After attending an all-day social worker training session on bereavement, I came home to learn that my father had suffered a massive heart attack. Even though Dad lived in Wyoming, USA, doctors had decided to send him to the Minneapolis Veterans Affairs hospital for cardiac care.
In shock, I began to cry. I felt desperate and afraid. I wanted to be with Dad, but I lived in Georgia. Thankfully, I was able to call him at the hospital and felt comforted upon hearing his voice.
He reassured me he would be fine and told me not to worry. But I did worry. While this heart attack was a surprise, my father had passed through years of health struggles, including diabetes, the loss of a limb, failing eyesight, and daily pain.
I talked to him for a few more minutes before a nurse took the phone from him and explained to me that he needed to rest. I asked to tell him just one more thing. She handed the phone back to him.
“Dad, I love you.”
“I love you too.”
I went to bed that night with hope that he would somehow recover and I would speak with him the next day, but in the early hours of the morning, I received a phone call indicating I needed to come to Minneapolis right away.
I soon arrived at the hospital, where a doctor escorted me to my father’s room and explained that his condition was poor. Dad lay incoherent with tubes everywhere and machines humming. I held his hand and talked to him, hoping he could hear me. I told him again that I loved him and tried to list all the things he had taught me. Then I sang “I Am a Child of God” to him. I had only about 10 minutes with him before his heart stopped. It was as though he had waited for me to get there before slipping away.
The machines started making loud noises. Doctors ran in and asked me to step out into the hall. Some 15 of them gathered around Dad’s bed, talking about what they should do to revive him. Then there was silence. Everyone slowly walked out of the room. A nurse turned to me and said, “I’m sorry.” She wrapped her arms around me and held me. She didn’t say anything; she just let me cry in her arms.
Over the years that have passed, I have thought a lot about that moment. I have come to realize that you don’t have to know someone to love him or her. That nurse showed me great kindness during a time of grief and loss. Her expression of love was just the first of many I experienced in the days following my father’s death.
I went into an empty room and called my brother, who lived in France. He said he and his wife and children would come as soon as they could get on a flight. Then I got a phone book and called the local bishop. I explained my situation, and he told me he would try to find someone I could stay with for the night. A few minutes later, he called me with the name and phone number of a couple who were willing to have me stay with them. Brian and Carina welcomed me into their home. I felt their love and concern. These were people I did not know, yet they extended their home and their love to me.
The next morning I called the airline to explain my need to change travel plans so I could go to my father’s funeral and burial in Wyoming. The representative was kind: “I’m going to make this work so you don’t have to pay for another plane ticket to get back to Wyoming.” In a few minutes, she had rearranged my flight plan with little added expense. Later, I got choked up trying to explain the early return of my rental car. The young attendant promptly canceled my rental agreement and then said, “I am sorry. I will pray for you.” I was touched by the actions of this complete stranger.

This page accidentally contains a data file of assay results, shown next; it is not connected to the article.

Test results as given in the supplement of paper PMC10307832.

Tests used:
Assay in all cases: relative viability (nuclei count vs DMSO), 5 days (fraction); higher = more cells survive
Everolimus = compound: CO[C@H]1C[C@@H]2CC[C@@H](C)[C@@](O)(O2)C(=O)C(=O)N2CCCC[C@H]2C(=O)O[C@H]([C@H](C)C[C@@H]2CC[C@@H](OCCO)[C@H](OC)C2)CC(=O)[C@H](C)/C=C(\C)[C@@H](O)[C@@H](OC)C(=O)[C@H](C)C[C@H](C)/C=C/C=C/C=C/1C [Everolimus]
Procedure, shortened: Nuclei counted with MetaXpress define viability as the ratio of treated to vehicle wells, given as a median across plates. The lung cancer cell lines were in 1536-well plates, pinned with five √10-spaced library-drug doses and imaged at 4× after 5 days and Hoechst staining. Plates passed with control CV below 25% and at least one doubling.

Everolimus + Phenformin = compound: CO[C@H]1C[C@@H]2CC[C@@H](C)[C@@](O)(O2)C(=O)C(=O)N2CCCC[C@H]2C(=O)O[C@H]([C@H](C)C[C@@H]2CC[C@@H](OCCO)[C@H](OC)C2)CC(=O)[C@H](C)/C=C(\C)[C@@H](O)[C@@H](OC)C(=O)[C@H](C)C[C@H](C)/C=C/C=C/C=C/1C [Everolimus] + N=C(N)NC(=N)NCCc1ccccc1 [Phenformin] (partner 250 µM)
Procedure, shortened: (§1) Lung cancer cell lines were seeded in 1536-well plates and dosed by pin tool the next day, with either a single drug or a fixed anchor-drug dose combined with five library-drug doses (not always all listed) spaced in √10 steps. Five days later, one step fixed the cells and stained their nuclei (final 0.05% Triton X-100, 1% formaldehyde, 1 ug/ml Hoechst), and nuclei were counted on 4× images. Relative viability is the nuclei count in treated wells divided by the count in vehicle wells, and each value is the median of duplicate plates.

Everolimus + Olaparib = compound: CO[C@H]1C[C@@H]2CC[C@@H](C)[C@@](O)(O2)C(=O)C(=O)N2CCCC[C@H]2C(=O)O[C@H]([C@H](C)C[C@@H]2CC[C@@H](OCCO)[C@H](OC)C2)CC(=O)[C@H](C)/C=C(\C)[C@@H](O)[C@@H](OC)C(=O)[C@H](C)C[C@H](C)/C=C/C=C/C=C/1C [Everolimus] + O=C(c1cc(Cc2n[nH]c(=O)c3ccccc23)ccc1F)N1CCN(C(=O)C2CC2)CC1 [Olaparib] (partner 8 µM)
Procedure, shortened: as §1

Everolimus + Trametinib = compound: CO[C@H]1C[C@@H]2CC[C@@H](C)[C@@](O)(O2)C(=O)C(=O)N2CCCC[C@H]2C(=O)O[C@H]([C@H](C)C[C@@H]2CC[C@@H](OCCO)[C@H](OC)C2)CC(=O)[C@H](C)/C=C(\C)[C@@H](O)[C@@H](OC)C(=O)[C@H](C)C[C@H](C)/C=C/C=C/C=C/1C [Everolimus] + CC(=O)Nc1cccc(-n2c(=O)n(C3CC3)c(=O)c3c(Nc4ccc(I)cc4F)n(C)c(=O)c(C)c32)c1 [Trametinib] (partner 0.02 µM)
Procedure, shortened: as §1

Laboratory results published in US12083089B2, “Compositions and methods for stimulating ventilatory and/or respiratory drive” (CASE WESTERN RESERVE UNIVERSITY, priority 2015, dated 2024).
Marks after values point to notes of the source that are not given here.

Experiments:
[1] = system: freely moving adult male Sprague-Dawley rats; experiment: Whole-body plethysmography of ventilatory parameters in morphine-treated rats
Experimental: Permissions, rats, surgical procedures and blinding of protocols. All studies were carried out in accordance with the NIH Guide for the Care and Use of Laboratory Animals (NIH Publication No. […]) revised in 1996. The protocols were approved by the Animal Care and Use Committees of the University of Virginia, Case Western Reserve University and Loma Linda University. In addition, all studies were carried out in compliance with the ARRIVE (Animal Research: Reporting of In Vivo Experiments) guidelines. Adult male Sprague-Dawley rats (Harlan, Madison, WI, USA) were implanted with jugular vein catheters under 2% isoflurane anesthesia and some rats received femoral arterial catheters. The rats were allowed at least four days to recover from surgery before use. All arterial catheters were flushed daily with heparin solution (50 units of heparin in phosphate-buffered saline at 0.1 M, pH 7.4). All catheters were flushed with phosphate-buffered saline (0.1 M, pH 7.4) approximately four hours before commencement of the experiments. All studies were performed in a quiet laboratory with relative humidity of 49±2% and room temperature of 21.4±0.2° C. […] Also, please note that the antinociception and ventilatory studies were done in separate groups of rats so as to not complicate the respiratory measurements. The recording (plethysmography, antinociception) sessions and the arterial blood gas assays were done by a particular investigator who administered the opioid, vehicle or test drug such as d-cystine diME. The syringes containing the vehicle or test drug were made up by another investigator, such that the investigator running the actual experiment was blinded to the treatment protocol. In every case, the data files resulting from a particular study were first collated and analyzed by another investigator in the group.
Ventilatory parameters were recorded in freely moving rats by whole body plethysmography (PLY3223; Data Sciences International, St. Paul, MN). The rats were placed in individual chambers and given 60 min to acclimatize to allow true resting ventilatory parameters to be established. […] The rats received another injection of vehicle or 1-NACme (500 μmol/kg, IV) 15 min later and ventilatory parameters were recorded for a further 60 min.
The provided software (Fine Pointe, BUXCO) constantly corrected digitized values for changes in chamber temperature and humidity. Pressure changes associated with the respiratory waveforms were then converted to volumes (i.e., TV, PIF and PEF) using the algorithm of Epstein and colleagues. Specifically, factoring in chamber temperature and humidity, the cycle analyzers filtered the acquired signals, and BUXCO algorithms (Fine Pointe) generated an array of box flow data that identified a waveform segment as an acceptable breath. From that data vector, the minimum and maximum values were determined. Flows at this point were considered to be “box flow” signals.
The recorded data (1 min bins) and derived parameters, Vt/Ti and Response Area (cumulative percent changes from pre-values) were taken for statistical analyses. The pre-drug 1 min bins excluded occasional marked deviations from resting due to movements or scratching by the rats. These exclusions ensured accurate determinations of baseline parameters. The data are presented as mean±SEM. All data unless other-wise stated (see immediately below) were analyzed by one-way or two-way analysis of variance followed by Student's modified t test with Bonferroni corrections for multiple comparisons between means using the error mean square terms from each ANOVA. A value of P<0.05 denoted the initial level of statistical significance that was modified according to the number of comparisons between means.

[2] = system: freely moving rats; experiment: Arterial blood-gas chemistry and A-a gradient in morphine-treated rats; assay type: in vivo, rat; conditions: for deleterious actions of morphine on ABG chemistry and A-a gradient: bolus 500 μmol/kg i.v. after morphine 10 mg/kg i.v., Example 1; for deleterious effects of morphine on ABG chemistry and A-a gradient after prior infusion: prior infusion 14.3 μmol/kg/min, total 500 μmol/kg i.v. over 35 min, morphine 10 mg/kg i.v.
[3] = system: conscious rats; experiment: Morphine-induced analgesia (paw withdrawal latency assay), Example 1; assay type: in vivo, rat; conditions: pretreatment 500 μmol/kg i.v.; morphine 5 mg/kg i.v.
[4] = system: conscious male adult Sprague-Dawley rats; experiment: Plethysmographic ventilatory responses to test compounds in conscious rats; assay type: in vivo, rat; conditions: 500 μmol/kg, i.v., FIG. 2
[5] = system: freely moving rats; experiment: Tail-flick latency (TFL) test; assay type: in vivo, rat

I continued to experience the love of the Lord through other people, most of whom I did not know. I arrived in Wyoming and went to my grandmother’s house. My brother arrived with his wife and children two days later. It became our responsibility to prepare for the funeral. Dad’s bishop called me and asked if there was anything he could do to help with arrangements beyond the funeral program—and continued to ask me every time we met with him. He helped arrange a luncheon following the funeral. When my brother and his family needed a place to stay (other family members who had come into town were already staying at my grandmother’s house), the bishop found them one. He also gave me a wonderful blessing of comfort. I felt as though he loved me as his own daughter.
The day of the funeral the Relief Society sisters prepared a delicious luncheon. Many people came to pay their respects and share kind words about Dad. My single adult branch back in Atlanta sent flowers, accompanied by a box filled with notes of comfort. Many extended family members contributed funds to help pay for the funeral. A dear friend flew to Wyoming to be with me. While the day was sad, it was also replete with reminders of the love of the Lord, mostly through people I did not know.
At first, I thought this experience was a special circumstance. But I’ve since realized we have many opportunities to show love to people we don’t know. When we serve in the temple, when the elders quorum helps a new ward member move in, when members help a refugee family, when we give generous fast offerings, we may not know the people we serve, but we can love them anyway.
The Savior taught, “Wherefore by their fruits ye shall know them” (Matthew 7:20). I saw the fruit of love throughout this experience. It not only helped me heal but also taught me a lesson I’ll always remember: You don’t have to know someone to love them.